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How To Change A One Sink Vanity Into Two

By: Mr Handyman of The Woodlands | Published 03/24/2022

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Whether you’re tired of sharing a single sink with your partner or are embarking on a major bathroom upgrade project, adding a second sink to your home bathroom is a DIY job some handy homeowners can handle. 

If you’re not confident in your plumbing skills though, this project may require the help of a professional. 

There are two ways to add an additional sink to your bathroom:  

  1. Purchase a two-sink bathroom vanity from your favorite home improvement store to replace your single-sink vanity. 
  2. Add a second sink to an existing single-sink vanity. 

 
The first option can be tricky because it requires your bathroom to have enough room to accommodate a larger vanity, while the second option is even trickier because of DIY difficulty. 

Installing a Two-Sink Bathroom Vanity 
The easier of the two options is installing a new two-sink bathroom vanity to replace your existing single-sink vanity. If you have enough room in your bathroom—double-sink vanities on average are about 60 inches wide—this process requires: 

  • Shutting off the water to your bathroom sink 
  • Removing the existing vanity 
  • Roughing in the plumbing to replace single water lines with double water lines and drains 
  • Assembling the new double-sink vanity 
  • Cutting holes in the back of the vanity to accommodate plumbing 
  • Attaching the vanity to the wall 
  • Installing the faucets and sinks 

 
The hardest part of this job is the plumbing—something you should trust a professional to handle if you’re not confident in your plumbing skills. 

Also, be careful when removing your existing vanity so you don’t damage any of the plumbing.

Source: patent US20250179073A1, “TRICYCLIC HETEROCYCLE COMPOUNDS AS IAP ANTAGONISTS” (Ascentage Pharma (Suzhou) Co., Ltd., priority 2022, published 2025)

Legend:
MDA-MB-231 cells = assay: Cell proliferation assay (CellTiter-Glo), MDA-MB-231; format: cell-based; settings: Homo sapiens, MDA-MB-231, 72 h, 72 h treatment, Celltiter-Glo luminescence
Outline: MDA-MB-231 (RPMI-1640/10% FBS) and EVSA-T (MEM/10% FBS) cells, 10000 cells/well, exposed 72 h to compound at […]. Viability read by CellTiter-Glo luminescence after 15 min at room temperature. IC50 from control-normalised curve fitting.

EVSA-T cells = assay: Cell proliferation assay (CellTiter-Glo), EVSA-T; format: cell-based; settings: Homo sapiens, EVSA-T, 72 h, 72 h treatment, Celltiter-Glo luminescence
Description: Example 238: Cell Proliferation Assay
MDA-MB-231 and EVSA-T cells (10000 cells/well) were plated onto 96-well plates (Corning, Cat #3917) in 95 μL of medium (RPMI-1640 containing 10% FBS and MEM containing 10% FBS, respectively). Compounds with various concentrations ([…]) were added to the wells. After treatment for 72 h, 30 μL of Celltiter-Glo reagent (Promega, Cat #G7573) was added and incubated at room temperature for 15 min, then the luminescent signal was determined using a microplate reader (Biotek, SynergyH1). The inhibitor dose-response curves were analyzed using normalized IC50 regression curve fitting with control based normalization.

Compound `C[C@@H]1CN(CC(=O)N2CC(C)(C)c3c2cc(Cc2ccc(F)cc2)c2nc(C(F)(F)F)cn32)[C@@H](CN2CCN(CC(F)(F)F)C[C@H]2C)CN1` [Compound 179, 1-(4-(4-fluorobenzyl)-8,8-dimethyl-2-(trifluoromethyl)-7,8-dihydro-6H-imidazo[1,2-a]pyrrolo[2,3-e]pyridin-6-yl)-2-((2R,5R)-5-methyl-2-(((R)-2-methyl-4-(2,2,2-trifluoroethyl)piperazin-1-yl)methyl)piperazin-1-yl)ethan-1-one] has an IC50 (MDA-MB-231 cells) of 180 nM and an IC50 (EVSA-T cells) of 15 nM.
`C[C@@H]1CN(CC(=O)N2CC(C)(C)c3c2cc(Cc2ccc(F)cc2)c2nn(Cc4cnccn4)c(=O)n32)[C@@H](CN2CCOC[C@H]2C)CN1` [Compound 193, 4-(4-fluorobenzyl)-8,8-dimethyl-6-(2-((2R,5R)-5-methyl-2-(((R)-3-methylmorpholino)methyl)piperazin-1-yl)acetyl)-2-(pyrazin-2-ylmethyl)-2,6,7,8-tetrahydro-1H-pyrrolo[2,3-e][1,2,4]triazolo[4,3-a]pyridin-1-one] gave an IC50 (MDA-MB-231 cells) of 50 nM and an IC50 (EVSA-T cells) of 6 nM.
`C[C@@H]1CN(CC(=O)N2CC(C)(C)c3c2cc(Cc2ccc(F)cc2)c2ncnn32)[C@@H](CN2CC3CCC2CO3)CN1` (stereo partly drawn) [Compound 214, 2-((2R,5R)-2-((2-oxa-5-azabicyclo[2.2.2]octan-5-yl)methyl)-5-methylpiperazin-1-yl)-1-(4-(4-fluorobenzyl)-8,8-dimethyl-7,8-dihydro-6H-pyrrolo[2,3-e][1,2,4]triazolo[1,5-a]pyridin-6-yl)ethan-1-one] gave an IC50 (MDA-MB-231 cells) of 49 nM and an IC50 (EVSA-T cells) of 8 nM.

This is a project that can take anywhere from a day to an entire weekend, depending on your DIY skills. We recommend hiring a plumber to ensure there are no water leaks, which can wreak havoc on this type of project. 

Can a New Sink Be Put on a Bathroom Vanity? 
If you love the look of your existing vanity, or you have a custom vanity that was installed specifically to fit your bathroom, you may consider adding a sink to that vanity. 

Of course, this requires that the existing vanity has enough space to accommodate another sink without compromising the general construction of the piece. Your existing vanity, for example, may be wide enough to add a second sink, but if there are drawers underneath the proposed location of the new sink, you may not want to tear those out in order to accommodate another sink. 

In other words, you need a specific single-sink vanity to accomplish this project. Some single-sink vanities are designed to add a second sink down the road. 

That being said, here are the main steps to add a new sink to an existing bathroom vanity: 

  1. Find and purchase a sink that matches the appearance of the existing sink. 
  2. Carefully cut out a hole in your vanity to accommodate the new sink. 
  3. Rough-in plumbing to convert from one to two sinks. This includes adding a new drain from the second sink. 
  4. Install the new sink. 
  5. Connect plumbing to the new sink. 

Add Your Two-Sink Bathroom Vanity Today 
As you can see, adding an additional sink to your bathroom is a job that a skilled DIYer can undertake. However, some aspects of the job may still require the help of a professional. Understanding your limitations can be the key to a successful renovation. There’s no harm in completing parts of a job you feel confident doing and hiring a professional to complete the more involved aspects of the job. 

If you think the construction or plumbing aspects of this job are too big to tackle yourself, or you want to take advantage of the Neighborly Done Right Promise, contact your local Mr. Handyman for help. We’re experts at helping homeowners remodel and reshape their home into exactly what they need. To get started give us a call at (877) 685-1377 or submit a request online for bathroom vanity installation services.  

 
Obviously, there are more than five individual steps to this project, which, depending on your plumbing and DIY skills, can take a day or two to complete. 

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